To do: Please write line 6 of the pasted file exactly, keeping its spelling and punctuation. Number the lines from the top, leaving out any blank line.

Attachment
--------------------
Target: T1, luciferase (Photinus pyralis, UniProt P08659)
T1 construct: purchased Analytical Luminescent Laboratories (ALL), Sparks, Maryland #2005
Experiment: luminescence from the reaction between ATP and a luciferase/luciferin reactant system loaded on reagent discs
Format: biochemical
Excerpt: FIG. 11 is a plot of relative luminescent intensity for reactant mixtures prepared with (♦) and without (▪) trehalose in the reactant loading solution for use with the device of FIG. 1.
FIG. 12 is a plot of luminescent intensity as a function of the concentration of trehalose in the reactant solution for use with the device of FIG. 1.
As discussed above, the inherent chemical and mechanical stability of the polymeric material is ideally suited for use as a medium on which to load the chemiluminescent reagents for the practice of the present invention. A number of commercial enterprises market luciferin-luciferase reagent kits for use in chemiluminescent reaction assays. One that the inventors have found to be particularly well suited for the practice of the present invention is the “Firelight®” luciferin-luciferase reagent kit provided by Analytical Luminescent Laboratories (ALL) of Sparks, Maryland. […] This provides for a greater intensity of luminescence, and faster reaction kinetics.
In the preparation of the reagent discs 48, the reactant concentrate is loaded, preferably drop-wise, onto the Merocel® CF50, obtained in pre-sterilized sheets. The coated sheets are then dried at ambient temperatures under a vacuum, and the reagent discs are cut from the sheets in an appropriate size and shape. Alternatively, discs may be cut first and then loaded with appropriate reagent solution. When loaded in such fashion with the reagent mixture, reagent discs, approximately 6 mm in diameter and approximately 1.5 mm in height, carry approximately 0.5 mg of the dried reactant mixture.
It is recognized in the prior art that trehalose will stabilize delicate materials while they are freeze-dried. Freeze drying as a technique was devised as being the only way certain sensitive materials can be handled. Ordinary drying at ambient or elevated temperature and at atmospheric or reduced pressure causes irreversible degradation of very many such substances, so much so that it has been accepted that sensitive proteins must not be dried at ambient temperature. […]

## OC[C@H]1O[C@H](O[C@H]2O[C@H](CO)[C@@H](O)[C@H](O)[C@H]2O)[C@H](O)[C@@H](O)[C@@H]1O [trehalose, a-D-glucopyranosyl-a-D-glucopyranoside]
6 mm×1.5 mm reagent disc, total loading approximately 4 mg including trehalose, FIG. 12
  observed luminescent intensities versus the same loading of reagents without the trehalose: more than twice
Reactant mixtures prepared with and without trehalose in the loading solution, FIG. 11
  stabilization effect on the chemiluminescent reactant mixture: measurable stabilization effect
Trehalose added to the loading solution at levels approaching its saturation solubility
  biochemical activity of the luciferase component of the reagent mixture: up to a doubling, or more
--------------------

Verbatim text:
FIG. 12 is a plot of luminescent intensity as a function of the concentration of trehalose in the reactant solution for use with the device of FIG. 1.